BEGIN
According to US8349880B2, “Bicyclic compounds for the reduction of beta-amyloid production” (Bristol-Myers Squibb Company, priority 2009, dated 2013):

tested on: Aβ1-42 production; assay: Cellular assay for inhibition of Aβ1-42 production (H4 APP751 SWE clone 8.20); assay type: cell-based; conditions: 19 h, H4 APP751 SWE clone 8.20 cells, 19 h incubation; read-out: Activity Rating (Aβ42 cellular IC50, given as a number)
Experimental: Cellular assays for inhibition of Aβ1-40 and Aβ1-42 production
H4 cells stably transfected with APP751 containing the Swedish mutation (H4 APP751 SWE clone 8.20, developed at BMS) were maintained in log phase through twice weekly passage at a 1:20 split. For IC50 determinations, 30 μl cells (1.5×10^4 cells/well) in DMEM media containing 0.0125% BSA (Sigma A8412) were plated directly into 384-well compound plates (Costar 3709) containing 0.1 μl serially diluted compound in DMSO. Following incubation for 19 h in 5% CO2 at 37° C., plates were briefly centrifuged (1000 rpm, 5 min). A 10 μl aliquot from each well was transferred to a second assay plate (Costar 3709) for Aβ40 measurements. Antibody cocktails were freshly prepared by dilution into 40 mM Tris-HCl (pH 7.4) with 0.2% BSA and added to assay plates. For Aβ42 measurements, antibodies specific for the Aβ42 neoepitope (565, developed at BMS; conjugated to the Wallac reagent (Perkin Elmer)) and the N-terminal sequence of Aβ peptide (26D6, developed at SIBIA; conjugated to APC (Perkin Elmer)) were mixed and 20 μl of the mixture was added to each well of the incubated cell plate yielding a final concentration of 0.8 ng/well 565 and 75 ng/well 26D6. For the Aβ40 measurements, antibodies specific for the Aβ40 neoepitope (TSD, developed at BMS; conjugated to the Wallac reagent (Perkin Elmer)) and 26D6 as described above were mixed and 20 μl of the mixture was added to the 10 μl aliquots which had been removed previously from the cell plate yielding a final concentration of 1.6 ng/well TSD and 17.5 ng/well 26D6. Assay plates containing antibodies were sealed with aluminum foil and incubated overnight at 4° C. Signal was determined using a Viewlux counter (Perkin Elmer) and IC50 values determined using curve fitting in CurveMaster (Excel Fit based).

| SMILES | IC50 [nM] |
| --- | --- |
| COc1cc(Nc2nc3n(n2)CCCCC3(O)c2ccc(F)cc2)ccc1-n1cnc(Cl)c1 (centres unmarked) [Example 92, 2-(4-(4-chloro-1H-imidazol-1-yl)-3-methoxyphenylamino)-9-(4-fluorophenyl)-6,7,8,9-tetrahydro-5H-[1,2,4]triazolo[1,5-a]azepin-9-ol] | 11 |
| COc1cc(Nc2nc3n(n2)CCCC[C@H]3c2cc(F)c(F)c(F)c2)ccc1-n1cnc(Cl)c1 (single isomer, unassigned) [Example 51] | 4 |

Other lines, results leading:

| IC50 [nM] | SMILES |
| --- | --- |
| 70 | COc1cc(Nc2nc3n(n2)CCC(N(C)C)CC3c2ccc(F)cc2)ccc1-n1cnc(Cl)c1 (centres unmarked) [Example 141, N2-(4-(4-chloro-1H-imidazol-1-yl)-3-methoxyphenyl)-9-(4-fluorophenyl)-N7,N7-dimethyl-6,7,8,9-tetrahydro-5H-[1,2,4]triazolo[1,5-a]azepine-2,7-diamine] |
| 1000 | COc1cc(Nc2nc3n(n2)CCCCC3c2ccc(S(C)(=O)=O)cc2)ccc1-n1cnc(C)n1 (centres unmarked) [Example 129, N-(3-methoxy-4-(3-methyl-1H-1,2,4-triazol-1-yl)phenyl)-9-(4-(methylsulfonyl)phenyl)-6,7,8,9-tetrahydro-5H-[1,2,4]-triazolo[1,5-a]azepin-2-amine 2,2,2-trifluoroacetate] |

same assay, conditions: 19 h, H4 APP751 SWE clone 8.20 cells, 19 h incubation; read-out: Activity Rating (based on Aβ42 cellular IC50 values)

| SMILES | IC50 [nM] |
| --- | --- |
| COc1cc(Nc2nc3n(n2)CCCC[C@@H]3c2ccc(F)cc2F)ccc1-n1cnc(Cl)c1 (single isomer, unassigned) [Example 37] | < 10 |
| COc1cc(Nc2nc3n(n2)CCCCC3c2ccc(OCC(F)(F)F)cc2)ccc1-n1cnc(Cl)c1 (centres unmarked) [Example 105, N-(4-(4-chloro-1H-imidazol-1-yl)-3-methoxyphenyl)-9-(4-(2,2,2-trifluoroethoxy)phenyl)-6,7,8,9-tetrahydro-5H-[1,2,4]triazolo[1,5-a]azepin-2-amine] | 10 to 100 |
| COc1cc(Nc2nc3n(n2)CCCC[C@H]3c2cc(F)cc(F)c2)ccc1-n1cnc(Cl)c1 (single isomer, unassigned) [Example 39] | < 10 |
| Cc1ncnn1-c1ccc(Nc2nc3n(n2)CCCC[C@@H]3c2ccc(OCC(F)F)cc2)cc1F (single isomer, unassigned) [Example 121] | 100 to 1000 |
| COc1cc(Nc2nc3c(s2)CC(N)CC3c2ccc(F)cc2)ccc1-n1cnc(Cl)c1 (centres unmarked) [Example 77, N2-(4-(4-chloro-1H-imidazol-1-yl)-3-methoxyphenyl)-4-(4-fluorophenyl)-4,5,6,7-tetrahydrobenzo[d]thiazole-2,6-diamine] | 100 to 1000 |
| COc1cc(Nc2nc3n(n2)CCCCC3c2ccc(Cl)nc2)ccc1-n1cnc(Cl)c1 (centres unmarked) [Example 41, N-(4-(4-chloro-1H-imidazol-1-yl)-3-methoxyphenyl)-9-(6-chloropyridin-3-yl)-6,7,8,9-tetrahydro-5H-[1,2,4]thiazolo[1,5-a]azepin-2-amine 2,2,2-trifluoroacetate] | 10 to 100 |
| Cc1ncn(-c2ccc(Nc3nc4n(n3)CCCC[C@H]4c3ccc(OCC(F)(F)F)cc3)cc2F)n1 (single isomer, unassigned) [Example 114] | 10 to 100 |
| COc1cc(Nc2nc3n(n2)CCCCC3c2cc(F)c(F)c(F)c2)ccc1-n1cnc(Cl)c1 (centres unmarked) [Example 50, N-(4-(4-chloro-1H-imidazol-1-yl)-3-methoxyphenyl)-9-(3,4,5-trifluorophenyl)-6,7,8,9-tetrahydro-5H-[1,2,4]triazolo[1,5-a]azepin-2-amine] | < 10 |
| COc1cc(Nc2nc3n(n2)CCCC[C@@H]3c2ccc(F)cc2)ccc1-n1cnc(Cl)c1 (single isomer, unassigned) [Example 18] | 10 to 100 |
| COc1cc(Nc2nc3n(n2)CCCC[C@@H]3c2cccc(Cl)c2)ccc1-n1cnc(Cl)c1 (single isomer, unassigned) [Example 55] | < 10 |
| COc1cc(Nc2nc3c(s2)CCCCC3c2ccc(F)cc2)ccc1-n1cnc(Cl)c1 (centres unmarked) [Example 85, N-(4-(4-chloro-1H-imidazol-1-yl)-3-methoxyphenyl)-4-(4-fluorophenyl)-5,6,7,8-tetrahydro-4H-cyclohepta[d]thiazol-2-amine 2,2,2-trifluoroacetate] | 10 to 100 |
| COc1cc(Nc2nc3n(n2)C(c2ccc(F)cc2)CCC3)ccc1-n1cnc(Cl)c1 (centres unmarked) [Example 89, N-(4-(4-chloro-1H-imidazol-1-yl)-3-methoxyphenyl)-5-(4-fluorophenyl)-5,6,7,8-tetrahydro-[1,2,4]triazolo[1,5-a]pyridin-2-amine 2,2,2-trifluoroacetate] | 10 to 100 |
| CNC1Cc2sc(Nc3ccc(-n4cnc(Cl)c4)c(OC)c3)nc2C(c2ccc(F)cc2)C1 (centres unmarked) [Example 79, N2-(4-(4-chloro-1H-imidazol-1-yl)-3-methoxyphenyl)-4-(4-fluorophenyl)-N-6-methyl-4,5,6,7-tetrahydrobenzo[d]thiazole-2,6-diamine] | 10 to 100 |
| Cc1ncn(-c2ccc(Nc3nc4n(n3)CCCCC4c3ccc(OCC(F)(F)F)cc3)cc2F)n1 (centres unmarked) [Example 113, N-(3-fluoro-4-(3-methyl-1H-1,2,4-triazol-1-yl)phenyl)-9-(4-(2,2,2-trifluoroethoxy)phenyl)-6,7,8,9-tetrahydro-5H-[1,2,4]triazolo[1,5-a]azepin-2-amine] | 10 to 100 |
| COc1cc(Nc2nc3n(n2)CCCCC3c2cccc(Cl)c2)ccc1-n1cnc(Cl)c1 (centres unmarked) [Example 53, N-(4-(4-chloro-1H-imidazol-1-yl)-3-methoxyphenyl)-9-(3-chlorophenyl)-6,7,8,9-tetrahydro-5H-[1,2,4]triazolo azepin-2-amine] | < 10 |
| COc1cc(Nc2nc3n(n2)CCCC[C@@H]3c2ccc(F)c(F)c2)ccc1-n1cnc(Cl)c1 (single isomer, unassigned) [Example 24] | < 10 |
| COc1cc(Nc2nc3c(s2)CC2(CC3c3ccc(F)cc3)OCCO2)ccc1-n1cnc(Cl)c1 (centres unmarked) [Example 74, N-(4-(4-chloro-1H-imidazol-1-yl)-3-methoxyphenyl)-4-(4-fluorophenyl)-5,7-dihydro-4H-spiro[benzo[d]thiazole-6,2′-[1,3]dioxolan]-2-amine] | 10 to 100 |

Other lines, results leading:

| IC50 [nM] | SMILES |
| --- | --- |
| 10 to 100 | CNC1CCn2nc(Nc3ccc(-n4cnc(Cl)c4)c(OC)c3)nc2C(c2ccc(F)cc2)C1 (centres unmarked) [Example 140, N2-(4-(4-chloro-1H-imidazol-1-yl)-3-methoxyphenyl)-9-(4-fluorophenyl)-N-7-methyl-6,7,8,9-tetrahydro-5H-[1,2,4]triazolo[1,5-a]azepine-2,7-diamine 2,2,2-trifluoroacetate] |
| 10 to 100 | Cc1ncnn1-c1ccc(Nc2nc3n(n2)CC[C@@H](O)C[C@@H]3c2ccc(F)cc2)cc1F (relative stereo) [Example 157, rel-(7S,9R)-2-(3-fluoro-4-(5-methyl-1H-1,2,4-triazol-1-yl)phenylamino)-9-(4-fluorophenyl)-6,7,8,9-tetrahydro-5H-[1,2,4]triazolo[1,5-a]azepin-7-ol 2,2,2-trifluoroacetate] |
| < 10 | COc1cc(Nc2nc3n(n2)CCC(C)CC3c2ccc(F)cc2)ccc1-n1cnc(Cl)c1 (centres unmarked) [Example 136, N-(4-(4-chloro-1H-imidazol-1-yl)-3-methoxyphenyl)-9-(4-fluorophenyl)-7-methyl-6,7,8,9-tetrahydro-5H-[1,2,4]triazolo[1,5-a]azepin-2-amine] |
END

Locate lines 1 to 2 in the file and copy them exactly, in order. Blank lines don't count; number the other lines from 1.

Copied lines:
According to US8349880B2, “Bicyclic compounds for the reduction of beta-amyloid production” (Bristol-Myers Squibb Company, priority 2009, dated 2013):

tested on: Aβ1-42 production; assay: Cellular assay for inhibition of Aβ1-42 production (H4 APP751 SWE clone 8.20); assay type: cell-based; conditions: 19 h, H4 APP751 SWE clone 8.20 cells, 19 h incubation; read-out: Activity Rating (Aβ42 cellular IC50, given as a number)